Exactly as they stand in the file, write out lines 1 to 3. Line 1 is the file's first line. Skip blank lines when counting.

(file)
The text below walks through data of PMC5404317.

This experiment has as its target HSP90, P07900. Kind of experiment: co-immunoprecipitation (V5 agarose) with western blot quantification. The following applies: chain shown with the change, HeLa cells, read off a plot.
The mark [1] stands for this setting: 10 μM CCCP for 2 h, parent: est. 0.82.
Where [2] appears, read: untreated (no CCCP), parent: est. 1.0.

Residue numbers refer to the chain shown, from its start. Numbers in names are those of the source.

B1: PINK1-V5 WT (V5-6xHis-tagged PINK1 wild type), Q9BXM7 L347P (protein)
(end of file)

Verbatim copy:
The text below walks through data of PMC5404317.

This experiment has as its target HSP90, P07900. Kind of experiment: co-immunoprecipitation (V5 agarose) with western blot quantification. The following applies: chain shown with the change, HeLa cells, read off a plot.
The mark [1] stands for this setting: 10 μM CCCP for 2 h, parent: est. 0.82.